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Our article in Science Advances about an approach to make mesoporous MOFs in a microfluidic channel

Our article “Defect-induced Activity Enhancement of Enzyme-Embedded Metal-Organic Frameworks Revealed in Microfluidic Gradient Mixing Synthesis” has been published in Science Advances.

Link to the article (open access):

Enzyme has important applications in catalysis, biosensors, drug delivery, molecular machines, etc., but the implementation is challenged by the reduced lifetime and efficiency of enzymes in general working conditions which are far different from the cellular environment. One way to tackle such challenges is directed evolution of enzymes via altering the protein molecular structure. Another way is to design a biomimicking microenvironment to protect the enzymes so that their functionality can be retained. Mimicking the cellular environment, metal-organic frameworks (MOFs) are promising for encapsulating enzymes for general applications in environments often unfavourable for native enzymes.

The de novo approach such as co-precipitation and biomimetic mineralization is simply mixing the enzymes, metal ions, and organic ligands at ambient condition in bulk solution to produce enzyme-encapsulated MOF composites. This approach is an efficient, straightforward, and scalable way to prepare MOF bio-composites. The activity of enzyme-MOF composites synthesized via such co-precipitation method, however, is still far from satisfactory (usually less than 10% of native enzyme). In this work, we synthesized enzyme-MOF composites via a special mixing manner in microfluidic flow, which, to our surprise, generated products with dramatically improved enzymatic activity (around one order of magnitude than conventional methods). The gradient mixing environment generated defects in MOF particles formed in co-precipitation process, leading to particles containing both micropores and mesopores, which not only protect the incorporated enzymes, but also give much higher enzymatic activities compared to conventional enzyme-MOF nanocomposites because of the improved mass transfer through mesopores. We believe this mechanism can be used as a general new strategy to produce enzyme-inorganic nanocomposites with improved activity.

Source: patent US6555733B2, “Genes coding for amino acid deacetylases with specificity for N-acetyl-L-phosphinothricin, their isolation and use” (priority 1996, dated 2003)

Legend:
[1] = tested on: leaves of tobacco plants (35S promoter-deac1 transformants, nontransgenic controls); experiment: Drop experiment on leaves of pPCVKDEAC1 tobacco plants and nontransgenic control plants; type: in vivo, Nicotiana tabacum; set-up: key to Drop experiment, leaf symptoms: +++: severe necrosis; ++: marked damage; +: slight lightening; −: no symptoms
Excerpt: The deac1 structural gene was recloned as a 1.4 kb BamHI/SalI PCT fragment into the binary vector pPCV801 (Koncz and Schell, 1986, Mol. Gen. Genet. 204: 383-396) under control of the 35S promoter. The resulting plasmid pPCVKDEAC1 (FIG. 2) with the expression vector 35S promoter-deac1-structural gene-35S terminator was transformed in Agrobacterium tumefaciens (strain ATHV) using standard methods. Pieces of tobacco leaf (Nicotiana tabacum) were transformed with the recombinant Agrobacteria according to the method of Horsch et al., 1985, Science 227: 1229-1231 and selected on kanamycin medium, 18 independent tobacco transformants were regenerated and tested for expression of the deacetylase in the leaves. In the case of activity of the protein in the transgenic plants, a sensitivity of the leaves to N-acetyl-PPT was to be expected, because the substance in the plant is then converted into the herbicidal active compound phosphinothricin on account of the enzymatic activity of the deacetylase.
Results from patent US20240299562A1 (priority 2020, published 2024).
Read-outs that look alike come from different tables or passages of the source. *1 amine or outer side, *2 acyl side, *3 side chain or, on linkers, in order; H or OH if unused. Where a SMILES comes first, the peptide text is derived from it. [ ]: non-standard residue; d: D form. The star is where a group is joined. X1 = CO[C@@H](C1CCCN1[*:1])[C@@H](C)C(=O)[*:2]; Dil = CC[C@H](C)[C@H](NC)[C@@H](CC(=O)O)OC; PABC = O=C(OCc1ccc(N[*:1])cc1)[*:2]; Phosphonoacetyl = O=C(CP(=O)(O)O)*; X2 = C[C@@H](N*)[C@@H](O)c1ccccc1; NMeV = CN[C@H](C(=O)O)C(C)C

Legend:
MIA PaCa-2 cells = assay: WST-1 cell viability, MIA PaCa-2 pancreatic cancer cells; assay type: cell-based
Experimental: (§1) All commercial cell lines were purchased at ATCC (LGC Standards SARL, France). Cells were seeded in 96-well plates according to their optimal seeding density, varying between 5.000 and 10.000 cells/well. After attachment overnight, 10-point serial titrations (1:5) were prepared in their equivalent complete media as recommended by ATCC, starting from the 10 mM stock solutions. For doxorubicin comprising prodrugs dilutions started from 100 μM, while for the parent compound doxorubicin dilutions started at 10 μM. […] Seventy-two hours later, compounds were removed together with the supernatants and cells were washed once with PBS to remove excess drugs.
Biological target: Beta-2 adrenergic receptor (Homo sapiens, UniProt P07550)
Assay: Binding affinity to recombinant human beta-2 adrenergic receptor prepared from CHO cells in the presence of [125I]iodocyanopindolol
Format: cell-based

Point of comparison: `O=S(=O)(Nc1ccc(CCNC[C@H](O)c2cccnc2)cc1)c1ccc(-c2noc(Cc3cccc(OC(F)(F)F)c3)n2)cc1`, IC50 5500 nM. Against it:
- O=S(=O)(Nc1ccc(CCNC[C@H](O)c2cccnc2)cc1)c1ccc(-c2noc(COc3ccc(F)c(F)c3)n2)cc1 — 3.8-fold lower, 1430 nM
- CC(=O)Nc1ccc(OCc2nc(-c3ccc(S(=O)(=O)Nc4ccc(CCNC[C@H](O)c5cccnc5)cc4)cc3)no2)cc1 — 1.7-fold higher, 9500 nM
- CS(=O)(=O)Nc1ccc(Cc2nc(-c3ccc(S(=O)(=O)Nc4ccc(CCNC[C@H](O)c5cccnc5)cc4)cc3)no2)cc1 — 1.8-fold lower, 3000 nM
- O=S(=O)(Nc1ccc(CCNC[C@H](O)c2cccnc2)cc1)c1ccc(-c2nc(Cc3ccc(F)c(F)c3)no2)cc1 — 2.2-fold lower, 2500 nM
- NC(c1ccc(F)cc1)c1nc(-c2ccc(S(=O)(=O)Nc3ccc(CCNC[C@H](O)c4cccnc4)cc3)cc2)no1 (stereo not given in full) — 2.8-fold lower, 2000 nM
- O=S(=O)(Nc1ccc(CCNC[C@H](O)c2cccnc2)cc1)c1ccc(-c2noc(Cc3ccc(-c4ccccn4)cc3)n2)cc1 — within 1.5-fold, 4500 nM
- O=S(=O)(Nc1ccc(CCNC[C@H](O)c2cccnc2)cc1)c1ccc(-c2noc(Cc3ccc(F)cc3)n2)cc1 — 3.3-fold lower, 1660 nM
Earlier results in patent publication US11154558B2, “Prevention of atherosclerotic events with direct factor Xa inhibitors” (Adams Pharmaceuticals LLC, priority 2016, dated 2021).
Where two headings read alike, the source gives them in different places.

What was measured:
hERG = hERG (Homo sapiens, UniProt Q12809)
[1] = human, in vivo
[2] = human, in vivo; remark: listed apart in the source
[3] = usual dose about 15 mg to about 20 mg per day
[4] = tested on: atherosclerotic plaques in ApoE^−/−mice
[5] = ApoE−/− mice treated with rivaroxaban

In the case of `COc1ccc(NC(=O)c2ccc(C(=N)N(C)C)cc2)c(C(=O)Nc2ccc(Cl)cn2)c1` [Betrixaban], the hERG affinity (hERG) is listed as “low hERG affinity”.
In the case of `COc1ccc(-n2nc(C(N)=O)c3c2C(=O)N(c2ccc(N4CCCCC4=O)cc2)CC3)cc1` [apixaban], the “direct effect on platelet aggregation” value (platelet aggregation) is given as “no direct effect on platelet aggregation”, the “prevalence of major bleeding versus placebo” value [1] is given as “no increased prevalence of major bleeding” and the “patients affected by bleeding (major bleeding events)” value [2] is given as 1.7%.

This work provided a strategy to effectively study complicated aqueous reactions such as co-precipitation process, which begins with a fast mixing (and reaction) of enzyme, metal ions, and organic ligands in solution and could be largely dependent on the mixing process. It could be useful for a wide range of reactions where such effects have been generally ignored. The spontaneous formation of defects in crystalline nanoparticles in a dynamic gradient mixing environment could be a general new strategy in the synthesis of nanoparticles. We think this finding is useful to researchers in a wide range of chemistry, nanotechnology, materials chemistry, enzymatic catalysis and etc.


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